In the wake of Haiti’s devastating January 2010 earthquake, media attention focused the world’s eyes on the devastation in the capital city, Port-au-Prince. Meanwhile, a catastrophe unfolded on Haiti’s southern coast in Jacmel, a city where 70 percent of the homes were damaged or destroyed.
Gensler learned of Jacmel’s plight from Operation USA, an international relief agency heavily involved in Haitian relief efforts. With project funding from Honeywell, Operation USA enlisted a Gensler Los Angeles team to provide design services for the reconstruction of the Ecole Nationale Jacob Martin Henriquez. The Jacmel school re-opened October 18, 2011, to a host of smiling children eager to revive school-day routines.
Jacmel’s school serves more than 400 students in grades K-7 who otherwise cannot afford primary education. The rebuilt school not only provides children a safe place to learn during the country’s reconstruction, it enables local engineers to learn how to build structures capable of withstanding future earthquakes and hurricanes.
Operation USA completed the school working in close collaboration with then Mayor (now Senator) Edwin Zenny, a nationally renowned activist and anti-corruption leader committed to Jacmel’s future. This partnership with the mayor’s office ensured the project proceeded smoothly and conformed to community’s needs.
Given the need for an immediate response following the quake, five Gensler team members traveled to Jacmel and spent four days studying the region and its design and building conditions. Team members quickly established that every effort from locating construction supplies to designing a working plumbing system posed significant challenges.
Gensler donated all design services for the school project and secured the donation of structural drawings from U.S.-based engineering firm Miyamoto International.
Gensler’s design team proposed single-story buildings that could be constructed simply by local builders. To promote local redevelopment, all supplies, from construction materials to furniture, came from within the country.
The team strove to ensure that the design would be both cost-effective and easily replicated by other Haitian engineers and construction workers. This approach allows the school structures to demonstrate essential design and engineering principles that can be applied in constructing subsequent buildings across the region and country.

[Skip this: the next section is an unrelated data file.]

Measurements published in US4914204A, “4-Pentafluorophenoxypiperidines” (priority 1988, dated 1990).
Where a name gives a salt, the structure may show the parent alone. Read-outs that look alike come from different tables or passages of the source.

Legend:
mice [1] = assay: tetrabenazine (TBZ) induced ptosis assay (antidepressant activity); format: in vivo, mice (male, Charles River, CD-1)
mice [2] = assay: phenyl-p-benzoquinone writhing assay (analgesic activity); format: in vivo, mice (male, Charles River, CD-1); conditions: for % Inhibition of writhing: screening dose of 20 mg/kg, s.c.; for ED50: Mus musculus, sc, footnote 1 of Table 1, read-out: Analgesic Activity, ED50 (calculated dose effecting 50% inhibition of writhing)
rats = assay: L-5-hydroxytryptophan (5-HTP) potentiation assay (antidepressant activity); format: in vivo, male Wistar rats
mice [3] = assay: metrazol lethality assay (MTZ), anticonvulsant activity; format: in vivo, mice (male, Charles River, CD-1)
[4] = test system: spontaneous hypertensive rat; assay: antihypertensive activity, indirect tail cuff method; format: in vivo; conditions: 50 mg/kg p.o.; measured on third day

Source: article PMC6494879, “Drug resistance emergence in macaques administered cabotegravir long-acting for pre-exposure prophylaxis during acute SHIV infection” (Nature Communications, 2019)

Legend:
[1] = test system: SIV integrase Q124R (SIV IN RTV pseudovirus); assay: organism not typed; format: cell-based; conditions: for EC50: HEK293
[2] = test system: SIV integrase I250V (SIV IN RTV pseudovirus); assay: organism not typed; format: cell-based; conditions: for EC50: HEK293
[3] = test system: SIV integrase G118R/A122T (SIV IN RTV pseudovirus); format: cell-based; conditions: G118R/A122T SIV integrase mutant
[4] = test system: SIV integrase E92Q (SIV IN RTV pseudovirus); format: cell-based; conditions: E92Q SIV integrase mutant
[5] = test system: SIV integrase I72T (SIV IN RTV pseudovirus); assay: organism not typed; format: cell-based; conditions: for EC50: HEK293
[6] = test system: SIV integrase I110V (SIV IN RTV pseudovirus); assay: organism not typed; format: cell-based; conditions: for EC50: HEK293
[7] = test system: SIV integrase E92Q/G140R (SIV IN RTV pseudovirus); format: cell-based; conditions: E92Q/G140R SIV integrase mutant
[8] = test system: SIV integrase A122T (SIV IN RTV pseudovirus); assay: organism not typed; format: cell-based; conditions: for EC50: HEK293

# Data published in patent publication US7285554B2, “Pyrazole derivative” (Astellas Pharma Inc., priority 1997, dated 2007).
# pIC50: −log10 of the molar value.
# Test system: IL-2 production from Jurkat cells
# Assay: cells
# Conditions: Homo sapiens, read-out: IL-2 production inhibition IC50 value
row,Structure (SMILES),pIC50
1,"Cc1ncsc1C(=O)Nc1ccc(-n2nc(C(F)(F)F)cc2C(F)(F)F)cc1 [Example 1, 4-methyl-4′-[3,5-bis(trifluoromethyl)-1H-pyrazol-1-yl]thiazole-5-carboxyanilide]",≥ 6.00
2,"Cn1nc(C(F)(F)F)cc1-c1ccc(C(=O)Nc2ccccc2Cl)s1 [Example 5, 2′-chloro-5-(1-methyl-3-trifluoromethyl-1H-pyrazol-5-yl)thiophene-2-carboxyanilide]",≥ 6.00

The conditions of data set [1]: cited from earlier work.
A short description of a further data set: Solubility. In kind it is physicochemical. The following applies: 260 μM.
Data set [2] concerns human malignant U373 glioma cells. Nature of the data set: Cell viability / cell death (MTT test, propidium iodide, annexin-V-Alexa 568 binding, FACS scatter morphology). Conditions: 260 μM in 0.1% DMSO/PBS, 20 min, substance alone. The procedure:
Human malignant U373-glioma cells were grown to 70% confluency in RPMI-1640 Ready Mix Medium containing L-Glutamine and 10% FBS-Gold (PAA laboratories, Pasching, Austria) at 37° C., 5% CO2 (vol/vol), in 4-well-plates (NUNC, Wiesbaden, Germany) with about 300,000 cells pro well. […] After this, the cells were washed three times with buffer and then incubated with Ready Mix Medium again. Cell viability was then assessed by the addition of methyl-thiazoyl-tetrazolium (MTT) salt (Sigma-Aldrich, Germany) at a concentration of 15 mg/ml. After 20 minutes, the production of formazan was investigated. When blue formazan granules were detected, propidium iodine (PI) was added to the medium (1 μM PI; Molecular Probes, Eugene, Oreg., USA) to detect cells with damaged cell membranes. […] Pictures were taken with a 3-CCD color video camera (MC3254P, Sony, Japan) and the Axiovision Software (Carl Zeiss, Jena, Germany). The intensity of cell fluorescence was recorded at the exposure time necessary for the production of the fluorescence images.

The extensive damage to roads and public buildings has segregated many communities, so the school design promotes a larger sense of community, giving kids a place they feel comfortable calling their own. The buildings are laid out around a series of outdoor spaces and courtyards that function as social connectors between the classrooms of varying grade levels.
The school’s design also takes advantage of the warm tropical climate by orienting classroom buildings in a north-south direction to capture prevailing westerly winds. This natural ventilation system cuts cooling costs, while literally giving students breaths of fresh air throughout their school day.
Each aspect of the school design is intended to contribute to a vibrant, campus-like environment of shared, multi-generational educational experience and community involvement.
As Gensler team member Wendi Gilbert says, “The Haitians have a saying, ‘piti piti na rive’ that means ‘little by little, we will arrive.’” It’s an apt sentiment for Jacmel, since the school prepares children for their future one class at a time. Re-opening the Ecole Nationale Jacob Martin Henriquez is a small step in the city’s rebuilding process. Having a secure place for students to cultivate their academic and social development helps residents see brighter days ahead.
Anne Alexander, Wendi Gilbert, Audrey Handelman, Charrisse Johnston, James Kelly, Nathan Kim, Nila Leiserowitz, Valentin Lieu, Brianna Seabron, Nupur Sinha, Colette Smith, Konstanze Valdez, Evangelique Zhao
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